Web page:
When you're in the military, "early retirement" generally means being retired before reaching 20 years of service. It implies being kicked out due to downsizing or medical issues. Although there's still a COLA pension and healthcare, it's less money and it's not the same ER as in the sense of "served my time, never working again". Veterans have been known to fight against being "early retired" because they'd prefer to leave at their own discretion-- or at least have more time to prepare.
Early-Retirement.org is showing up on Google searches for <military medical "early retirement"> (military medical "early retirement" - Google Search
). I think that veterans facing early retirement are researching it on the Internet and hoping that E-R.org can answer their question, like this guy:
Reading to inform myself....
It doesn't happen very often (five or six posts over the last couple years?) but that's changing as the board gets bigger and as Google has more links to work with:
24-Year old with Chrons Discharged without benefits.
15yrs and NAVY says you must retire???
18 years active duty facing medical retirement board
I'd appreciate the board's help in putting together a generic response to this topic, which I'll add to the FAQ archives. Here's what I've cobbled together from the other threads:
- Visit your base legal staff and read through the regs that govern your situation. Don't just talk with them-- ask for their help in reviewing the specific instructions & regulations and how they pertain to you. Ask them if there's any way to acquire an advocate or an ombudsman who can monitor your case and make sure you're treated right. You want to know the differences among a regular retirement, a few months/years on the Temporary Disabled Retirement List, and a medical/disability retirement. Even if you make it to 20 there's the strong possibility that you'll have a disability rating.
- Legal may be able to determine whether the paperwork was done correctly and whether the medical board is following the applicable procedure. It might help to emphasize that you just want to make sure this is all done correctly the first time so that you don't ever have to revisit it.
- Visit the instructors of the local transition assistance course for retiring veterans. They know the general provisions of veteran's benefits programs. More importantly they have the references & instructions and they know who to call for questions.
- The base hospital may offer a support group for medical conditions leading to early retirement. If there's one in your area then you can discuss your situation with them and find out their experiences.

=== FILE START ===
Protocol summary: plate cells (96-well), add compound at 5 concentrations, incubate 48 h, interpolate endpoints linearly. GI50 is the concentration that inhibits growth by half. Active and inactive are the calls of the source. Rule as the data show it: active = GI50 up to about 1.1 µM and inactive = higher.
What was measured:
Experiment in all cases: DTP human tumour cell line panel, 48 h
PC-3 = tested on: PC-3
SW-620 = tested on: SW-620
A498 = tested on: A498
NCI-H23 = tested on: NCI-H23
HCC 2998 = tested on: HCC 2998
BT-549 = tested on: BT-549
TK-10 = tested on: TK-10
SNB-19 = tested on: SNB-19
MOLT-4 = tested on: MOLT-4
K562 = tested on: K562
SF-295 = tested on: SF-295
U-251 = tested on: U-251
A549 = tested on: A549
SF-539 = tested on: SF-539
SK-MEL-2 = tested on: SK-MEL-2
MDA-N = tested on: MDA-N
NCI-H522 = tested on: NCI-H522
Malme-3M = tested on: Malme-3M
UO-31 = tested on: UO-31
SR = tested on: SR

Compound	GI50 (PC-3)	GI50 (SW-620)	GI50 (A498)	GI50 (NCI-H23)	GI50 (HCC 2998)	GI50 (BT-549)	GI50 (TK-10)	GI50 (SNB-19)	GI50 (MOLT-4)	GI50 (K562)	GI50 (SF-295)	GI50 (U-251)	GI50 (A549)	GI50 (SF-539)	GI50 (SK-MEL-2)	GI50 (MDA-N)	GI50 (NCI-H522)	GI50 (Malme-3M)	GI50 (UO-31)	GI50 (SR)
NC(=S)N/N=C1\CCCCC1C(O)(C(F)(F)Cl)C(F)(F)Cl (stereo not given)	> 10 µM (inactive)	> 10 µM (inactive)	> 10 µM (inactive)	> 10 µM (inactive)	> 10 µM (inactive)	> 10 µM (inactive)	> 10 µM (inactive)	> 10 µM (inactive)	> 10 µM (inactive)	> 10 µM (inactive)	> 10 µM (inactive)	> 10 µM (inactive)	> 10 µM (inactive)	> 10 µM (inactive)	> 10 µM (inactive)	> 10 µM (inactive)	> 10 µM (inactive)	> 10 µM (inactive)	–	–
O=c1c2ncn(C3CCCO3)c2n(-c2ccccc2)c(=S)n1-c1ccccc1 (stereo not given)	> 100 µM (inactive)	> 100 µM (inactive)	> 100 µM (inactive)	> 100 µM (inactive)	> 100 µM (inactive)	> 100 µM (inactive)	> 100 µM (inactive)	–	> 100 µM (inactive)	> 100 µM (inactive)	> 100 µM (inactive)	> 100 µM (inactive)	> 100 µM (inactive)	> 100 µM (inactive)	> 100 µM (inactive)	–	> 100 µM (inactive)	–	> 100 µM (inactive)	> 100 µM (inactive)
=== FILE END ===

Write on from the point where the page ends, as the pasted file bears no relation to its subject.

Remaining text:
- Military.com's "Your Military Advantage" is an excellent guide to figure out what you're already entitled to and what you may be able to fight for. The author lays out the best benefits explanation I've ever read, along with resources and references to the source documents.
- Military.com's discussion boards may have others in the same situation who can share their knowledge & experience. There may also be valuable advice on one of the service-related boards like http://Marines.togetherweserved.com/ and its Navy/Air Force counterparts.
- If nothing else works, try the advice of the posters at GruntsMilitary discussion board (GruntsMilitary.com :: Index). Many of them are 100% disabled and can tell you exactly how to work the process. But be aware that these guys have a few rough edges and they do not tolerate foolishness.
- Visit one of your local veteran's organizations like the American Legion or the VFW and ask for their advice. They'll be able to tell you about the local VA or other resources.
- If you rate a Purple Heart then make sure you get it and that it's on your DD-214. It has a bearing on both your pension and your veteran's benefits.
Setting aside the retirement questions for a minute, please take care of yourself. Find the best medical advice you can get, and follow it regardless of whether you're expected to be fully qualified to return to duty. Don't risk a lesser approach, and don't end up in the hands of a quack, just because they're promising that you'll be fully restored to duty. There are many LIMDU alternatives to "100% worldwide deployable" and the military isn't exactly so overburdened with career veterans that they can afford to discard them. The medical-board process will attempt to find a way to get you to 20 or to do the right retirement by your medical prognosis.
Anything else we should add?